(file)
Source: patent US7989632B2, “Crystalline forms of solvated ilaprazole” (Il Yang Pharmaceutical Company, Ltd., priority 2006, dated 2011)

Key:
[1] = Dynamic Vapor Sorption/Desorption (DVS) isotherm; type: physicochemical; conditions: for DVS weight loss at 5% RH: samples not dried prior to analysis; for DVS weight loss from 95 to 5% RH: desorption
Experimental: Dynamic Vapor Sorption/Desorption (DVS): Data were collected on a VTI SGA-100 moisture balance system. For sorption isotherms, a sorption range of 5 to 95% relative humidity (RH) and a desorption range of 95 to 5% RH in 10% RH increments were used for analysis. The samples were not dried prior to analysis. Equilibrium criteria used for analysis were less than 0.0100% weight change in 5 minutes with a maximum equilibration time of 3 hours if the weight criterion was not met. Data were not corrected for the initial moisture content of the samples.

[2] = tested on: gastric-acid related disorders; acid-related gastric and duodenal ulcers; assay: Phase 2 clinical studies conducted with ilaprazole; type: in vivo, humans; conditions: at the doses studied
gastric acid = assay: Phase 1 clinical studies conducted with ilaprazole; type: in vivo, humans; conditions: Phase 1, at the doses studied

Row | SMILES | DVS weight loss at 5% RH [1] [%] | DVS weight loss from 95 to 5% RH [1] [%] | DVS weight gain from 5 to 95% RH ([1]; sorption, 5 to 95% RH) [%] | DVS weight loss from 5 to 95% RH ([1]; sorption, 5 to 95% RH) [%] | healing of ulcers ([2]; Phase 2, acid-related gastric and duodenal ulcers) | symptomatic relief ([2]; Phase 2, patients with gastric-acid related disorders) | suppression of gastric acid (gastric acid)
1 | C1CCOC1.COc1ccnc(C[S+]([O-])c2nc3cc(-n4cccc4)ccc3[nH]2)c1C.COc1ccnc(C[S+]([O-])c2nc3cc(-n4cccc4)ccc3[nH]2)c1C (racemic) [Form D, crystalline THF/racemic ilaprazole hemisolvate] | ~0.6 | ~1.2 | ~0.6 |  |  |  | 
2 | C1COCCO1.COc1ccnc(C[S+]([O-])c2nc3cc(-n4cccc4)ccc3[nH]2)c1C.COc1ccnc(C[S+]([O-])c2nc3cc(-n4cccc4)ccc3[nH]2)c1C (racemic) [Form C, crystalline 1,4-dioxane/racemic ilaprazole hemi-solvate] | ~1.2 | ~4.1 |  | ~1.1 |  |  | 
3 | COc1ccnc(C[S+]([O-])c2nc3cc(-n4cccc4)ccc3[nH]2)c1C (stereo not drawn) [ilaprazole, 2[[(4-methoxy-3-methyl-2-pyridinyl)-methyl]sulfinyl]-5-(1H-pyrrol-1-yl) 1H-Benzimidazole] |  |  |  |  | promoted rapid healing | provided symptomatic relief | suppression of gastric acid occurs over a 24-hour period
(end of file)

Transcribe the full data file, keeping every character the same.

Source: patent US7989632B2, “Crystalline forms of solvated ilaprazole” (Il Yang Pharmaceutical Company, Ltd., priority 2006, dated 2011)

Key:
[1] = Dynamic Vapor Sorption/Desorption (DVS) isotherm; type: physicochemical; conditions: for DVS weight loss at 5% RH: samples not dried prior to analysis; for DVS weight loss from 95 to 5% RH: desorption
Experimental: Dynamic Vapor Sorption/Desorption (DVS): Data were collected on a VTI SGA-100 moisture balance system. For sorption isotherms, a sorption range of 5 to 95% relative humidity (RH) and a desorption range of 95 to 5% RH in 10% RH increments were used for analysis. The samples were not dried prior to analysis. Equilibrium criteria used for analysis were less than 0.0100% weight change in 5 minutes with a maximum equilibration time of 3 hours if the weight criterion was not met. Data were not corrected for the initial moisture content of the samples.

[2] = tested on: gastric-acid related disorders; acid-related gastric and duodenal ulcers; assay: Phase 2 clinical studies conducted with ilaprazole; type: in vivo, humans; conditions: at the doses studied
gastric acid = assay: Phase 1 clinical studies conducted with ilaprazole; type: in vivo, humans; conditions: Phase 1, at the doses studied

Row | SMILES | DVS weight loss at 5% RH [1] [%] | DVS weight loss from 95 to 5% RH [1] [%] | DVS weight gain from 5 to 95% RH ([1]; sorption, 5 to 95% RH) [%] | DVS weight loss from 5 to 95% RH ([1]; sorption, 5 to 95% RH) [%] | healing of ulcers ([2]; Phase 2, acid-related gastric and duodenal ulcers) | symptomatic relief ([2]; Phase 2, patients with gastric-acid related disorders) | suppression of gastric acid (gastric acid)
1 | C1CCOC1.COc1ccnc(C[S+]([O-])c2nc3cc(-n4cccc4)ccc3[nH]2)c1C.COc1ccnc(C[S+]([O-])c2nc3cc(-n4cccc4)ccc3[nH]2)c1C (racemic) [Form D, crystalline THF/racemic ilaprazole hemisolvate] | ~0.6 | ~1.2 | ~0.6 |  |  |  | 
2 | C1COCCO1.COc1ccnc(C[S+]([O-])c2nc3cc(-n4cccc4)ccc3[nH]2)c1C.COc1ccnc(C[S+]([O-])c2nc3cc(-n4cccc4)ccc3[nH]2)c1C (racemic) [Form C, crystalline 1,4-dioxane/racemic ilaprazole hemi-solvate] | ~1.2 | ~4.1 |  | ~1.1 |  |  | 
3 | COc1ccnc(C[S+]([O-])c2nc3cc(-n4cccc4)ccc3[nH]2)c1C (stereo not drawn) [ilaprazole, 2[[(4-methoxy-3-methyl-2-pyridinyl)-methyl]sulfinyl]-5-(1H-pyrrol-1-yl) 1H-Benzimidazole] |  |  |  |  | promoted rapid healing | provided symptomatic relief | suppression of gastric acid occurs over a 24-hour period